Why do we tolerate places like St Patrick's Institution?


St Patrick’s has failed our troubled youth. We need real solutions based on intervention

‘I MET a child on B Wing who was on 23-hour lock up. This child was quite fragile. He explained to me that he was now talking to himself.’ I don’t know why these sentences from the damning report on St Patrick’s Institution by Judge Michael Reilly have stuck with me more than the blocked toilets, the cold, the fear, the lack of educational facilities or the clothes cut from protesting young bodies by prison officers using knives.

Perhaps it is the idea of a skinny, undersized teenager sitting in a cell, hour after hour, mumbling to himself, slowly losing his mind. Why can’t we close this place down? Why do we tolerate it? Again, and again, in report after report, the same shocking practices in St Pat’s have been highlighted.

The Children’s Ombudsman, Emily Logan, has described how she was patronised and metaphorically patted on the head when she raised concerns. The Irish Prison Chaplains (described by Judge Reilly as providing an absolutely vital service) in 2010 described St Pat’s as a “warehouse for young people, many of whom were broken by childhood experiences”.

There is a dignified, restrained anger in what Judge Reilly has written, the anger of a decent man when confronted with something that is gravely wrong.

He acknowledges the positive changes that have happened. He is quick to recognise that it is a minority of prison officers who bully and intimidate not only prisoners but some of their fellow prison officers.

And yet the question remains. Why do we tolerate this? Is it because we are afraid of them, these outwardly tough and hardened child-men, with their unpredictable impulses? We are right to be. They have grown up where learning to model yourself on aggressive and violent older members of your community is an essential survival tactic.

Yet the increasing divide between the classes in Ireland means that we can be permitted to ignore them until they impinge on us by breaking into our houses, or scaring us witless when we accidentally bump into them on streets we rarely frequent.

It is not as if we do not have insights into what is going wrong in the communities from which these young people come. Take the fascinating 2011 book, Understanding Limerick: Social Exclusion and Change, edited by sociologist Dr Niamh Hourigan.

Limerick is in some ways a special case, having the unique distinction of being at once perhaps the most globalised of Irish cities, and also having the highest proportion of local authority estates, the highest rate of suicide, self-harm and marriage breakdown, as well as extremely high rates of unemployment and single parenthood.

However, it also provides potent proof that certain factors are vital to functioning communities – stable families, worthwhile work, education, leadership, positive community networks, a functioning moral framework, decent housing and social services, and acceptance by the wider world.

Dr Hourigan conducted three years of research on the ground in Limerick. An older northside resident named Jim introduced her to a concept that she found very valuable. He spoke of the “advantaged among the disadvantaged, and the disadvantaged among the disadvantaged”.

In other words, even within the poorest of the estates, there were important distinctions. Dr Hourigan points out that “the advantaged of the disadvantaged are defined first and foremost by their stable family structures. Even if lone parents are heading the household, they enjoy support from their extended family.” (These positive family structures must be distinguished from the warped kinship structures of the “disadvantaged of the disadvantaged”, where membership of a “tribe” is an important badge of identity, but also a severe source of stress because of violence and dysfunction inflicted on each other.)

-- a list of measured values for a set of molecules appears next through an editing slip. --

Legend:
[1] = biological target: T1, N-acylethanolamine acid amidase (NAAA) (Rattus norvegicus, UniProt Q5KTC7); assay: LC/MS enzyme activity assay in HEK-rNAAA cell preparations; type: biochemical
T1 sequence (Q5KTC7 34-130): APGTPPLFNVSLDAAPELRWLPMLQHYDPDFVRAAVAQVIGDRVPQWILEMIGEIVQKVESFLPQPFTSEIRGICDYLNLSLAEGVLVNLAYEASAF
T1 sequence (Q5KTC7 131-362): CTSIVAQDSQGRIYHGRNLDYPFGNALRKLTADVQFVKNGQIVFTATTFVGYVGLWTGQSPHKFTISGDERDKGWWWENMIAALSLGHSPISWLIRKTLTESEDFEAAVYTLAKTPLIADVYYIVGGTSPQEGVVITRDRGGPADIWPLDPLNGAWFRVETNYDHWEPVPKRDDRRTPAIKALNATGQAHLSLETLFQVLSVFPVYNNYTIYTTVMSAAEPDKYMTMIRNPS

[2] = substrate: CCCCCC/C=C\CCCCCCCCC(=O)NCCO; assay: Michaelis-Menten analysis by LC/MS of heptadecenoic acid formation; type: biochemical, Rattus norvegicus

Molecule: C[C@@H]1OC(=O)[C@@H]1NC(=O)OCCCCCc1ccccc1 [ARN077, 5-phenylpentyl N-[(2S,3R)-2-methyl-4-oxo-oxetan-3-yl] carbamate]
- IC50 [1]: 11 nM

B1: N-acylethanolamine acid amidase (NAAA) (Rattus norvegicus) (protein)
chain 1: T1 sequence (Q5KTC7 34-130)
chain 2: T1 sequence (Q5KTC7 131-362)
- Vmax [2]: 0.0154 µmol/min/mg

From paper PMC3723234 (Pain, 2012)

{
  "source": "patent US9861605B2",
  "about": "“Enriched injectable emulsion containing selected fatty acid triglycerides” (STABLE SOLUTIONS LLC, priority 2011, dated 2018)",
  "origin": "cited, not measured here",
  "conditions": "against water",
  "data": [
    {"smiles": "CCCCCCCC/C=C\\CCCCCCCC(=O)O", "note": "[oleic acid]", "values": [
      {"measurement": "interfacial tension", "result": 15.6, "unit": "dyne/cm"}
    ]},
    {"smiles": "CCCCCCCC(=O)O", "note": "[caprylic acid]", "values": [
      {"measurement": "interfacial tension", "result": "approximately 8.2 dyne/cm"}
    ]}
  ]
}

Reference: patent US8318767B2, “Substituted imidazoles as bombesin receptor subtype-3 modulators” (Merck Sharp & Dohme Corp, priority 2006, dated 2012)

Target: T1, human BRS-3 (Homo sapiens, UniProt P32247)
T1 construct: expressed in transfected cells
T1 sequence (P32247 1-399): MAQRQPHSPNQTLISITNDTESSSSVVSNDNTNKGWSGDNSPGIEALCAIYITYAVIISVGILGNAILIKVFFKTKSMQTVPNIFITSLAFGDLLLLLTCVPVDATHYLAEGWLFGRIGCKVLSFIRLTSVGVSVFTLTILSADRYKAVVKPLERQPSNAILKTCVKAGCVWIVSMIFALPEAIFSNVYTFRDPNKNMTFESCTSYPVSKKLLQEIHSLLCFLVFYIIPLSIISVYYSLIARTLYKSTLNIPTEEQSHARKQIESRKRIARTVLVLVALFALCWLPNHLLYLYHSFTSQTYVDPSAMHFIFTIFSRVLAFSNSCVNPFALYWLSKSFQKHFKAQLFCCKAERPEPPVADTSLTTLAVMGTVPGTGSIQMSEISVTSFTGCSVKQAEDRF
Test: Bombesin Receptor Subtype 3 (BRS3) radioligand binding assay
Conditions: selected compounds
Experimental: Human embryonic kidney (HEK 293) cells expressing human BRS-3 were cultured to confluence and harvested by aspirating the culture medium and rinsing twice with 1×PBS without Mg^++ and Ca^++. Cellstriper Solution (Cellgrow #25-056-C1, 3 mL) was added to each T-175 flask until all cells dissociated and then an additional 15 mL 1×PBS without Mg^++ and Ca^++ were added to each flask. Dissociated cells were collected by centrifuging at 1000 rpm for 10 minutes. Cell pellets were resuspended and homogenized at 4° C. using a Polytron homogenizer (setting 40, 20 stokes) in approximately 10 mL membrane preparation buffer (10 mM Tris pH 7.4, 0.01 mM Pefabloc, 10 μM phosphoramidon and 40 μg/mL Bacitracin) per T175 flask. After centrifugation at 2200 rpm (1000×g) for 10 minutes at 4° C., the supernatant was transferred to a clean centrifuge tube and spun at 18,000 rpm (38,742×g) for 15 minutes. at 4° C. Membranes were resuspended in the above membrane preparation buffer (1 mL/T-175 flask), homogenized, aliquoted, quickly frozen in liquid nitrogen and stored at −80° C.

In contrast, the “advantaged from the disadvantaged” have good family support, value education, are not involved in serious crime and want to make better lives. Their greatest barrier is stigma. The mainstream community rejects them because of the way they dress, their accents and their addresses. At the same time, the most criminal members of their own communities are quick to punish them for “getting above themselves”.

In another chapter by Patricia Kelleher and Pat O’Connor, the particular problems experienced by men are described. One of the participants in their study commented that marriage in his community is a rare event.

Steven Pinker, author of the recent book, Better Angels of Our Nature, may have overstated the case when he said that “the idea that young men are civilised by women and marriage may seem as corny as Kansas in August, but it has become a commonplace of modern criminology”. But there are serious consequences to marriage becoming more and more the preserve of those already benefiting from the way in which society is structured.

Since the age of criminal responsibility moved to 12, children as young as three to eight have been recruited to carry out harassment mandated by the worst of the criminal families. The lack of boundaries created by positive male role models, especially fathers, married or unmarried, means that the children are left to the mercy of the worst elements.

We know where money is best invested. Again and again, support for families and investment in education, especially in early childhood and early second level, have been proven to be effective.

Yet again and again, we choose to spend hundreds of thousands on incarceration, rather than thousands on education and intervention. Why do we tolerate this?

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